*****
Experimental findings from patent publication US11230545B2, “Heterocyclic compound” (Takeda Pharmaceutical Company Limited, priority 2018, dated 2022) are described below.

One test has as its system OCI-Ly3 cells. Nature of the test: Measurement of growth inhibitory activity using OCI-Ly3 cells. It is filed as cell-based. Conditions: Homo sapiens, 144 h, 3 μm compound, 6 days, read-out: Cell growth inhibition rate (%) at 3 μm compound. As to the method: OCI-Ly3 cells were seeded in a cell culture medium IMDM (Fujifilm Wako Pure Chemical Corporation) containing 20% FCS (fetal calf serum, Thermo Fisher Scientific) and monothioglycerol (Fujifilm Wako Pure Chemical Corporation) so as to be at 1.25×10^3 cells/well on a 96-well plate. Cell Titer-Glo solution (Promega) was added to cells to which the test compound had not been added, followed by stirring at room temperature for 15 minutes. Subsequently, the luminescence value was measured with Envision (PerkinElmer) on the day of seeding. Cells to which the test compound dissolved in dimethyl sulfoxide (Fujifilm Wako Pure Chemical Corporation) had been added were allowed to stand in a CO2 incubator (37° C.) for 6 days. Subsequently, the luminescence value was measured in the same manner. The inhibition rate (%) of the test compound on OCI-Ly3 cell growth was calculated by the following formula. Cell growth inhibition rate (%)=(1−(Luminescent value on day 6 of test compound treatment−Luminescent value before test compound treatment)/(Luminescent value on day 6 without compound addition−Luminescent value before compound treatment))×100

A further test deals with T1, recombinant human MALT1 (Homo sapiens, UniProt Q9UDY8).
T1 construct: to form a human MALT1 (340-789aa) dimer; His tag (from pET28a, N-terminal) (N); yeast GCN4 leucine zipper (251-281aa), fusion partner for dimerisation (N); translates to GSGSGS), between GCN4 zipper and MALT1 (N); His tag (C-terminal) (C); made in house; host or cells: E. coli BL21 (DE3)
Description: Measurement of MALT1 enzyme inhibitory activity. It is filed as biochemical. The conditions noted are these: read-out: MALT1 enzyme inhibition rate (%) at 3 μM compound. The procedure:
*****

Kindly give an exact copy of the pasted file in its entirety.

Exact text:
Experimental findings from patent publication US11230545B2, “Heterocyclic compound” (Takeda Pharmaceutical Company Limited, priority 2018, dated 2022) are described below.

One test has as its system OCI-Ly3 cells. Nature of the test: Measurement of growth inhibitory activity using OCI-Ly3 cells. It is filed as cell-based. Conditions: Homo sapiens, 144 h, 3 μm compound, 6 days, read-out: Cell growth inhibition rate (%) at 3 μm compound. As to the method: OCI-Ly3 cells were seeded in a cell culture medium IMDM (Fujifilm Wako Pure Chemical Corporation) containing 20% FCS (fetal calf serum, Thermo Fisher Scientific) and monothioglycerol (Fujifilm Wako Pure Chemical Corporation) so as to be at 1.25×10^3 cells/well on a 96-well plate. Cell Titer-Glo solution (Promega) was added to cells to which the test compound had not been added, followed by stirring at room temperature for 15 minutes. Subsequently, the luminescence value was measured with Envision (PerkinElmer) on the day of seeding. Cells to which the test compound dissolved in dimethyl sulfoxide (Fujifilm Wako Pure Chemical Corporation) had been added were allowed to stand in a CO2 incubator (37° C.) for 6 days. Subsequently, the luminescence value was measured in the same manner. The inhibition rate (%) of the test compound on OCI-Ly3 cell growth was calculated by the following formula. Cell growth inhibition rate (%)=(1−(Luminescent value on day 6 of test compound treatment−Luminescent value before test compound treatment)/(Luminescent value on day 6 without compound addition−Luminescent value before compound treatment))×100

A further test deals with T1, recombinant human MALT1 (Homo sapiens, UniProt Q9UDY8).
T1 construct: to form a human MALT1 (340-789aa) dimer; His tag (from pET28a, N-terminal) (N); yeast GCN4 leucine zipper (251-281aa), fusion partner for dimerisation (N); translates to GSGSGS), between GCN4 zipper and MALT1 (N); His tag (C-terminal) (C); made in house; host or cells: E. coli BL21 (DE3)
Description: Measurement of MALT1 enzyme inhibitory activity. It is filed as biochemical. The conditions noted are these: read-out: MALT1 enzyme inhibition rate (%) at 3 μM compound. The procedure: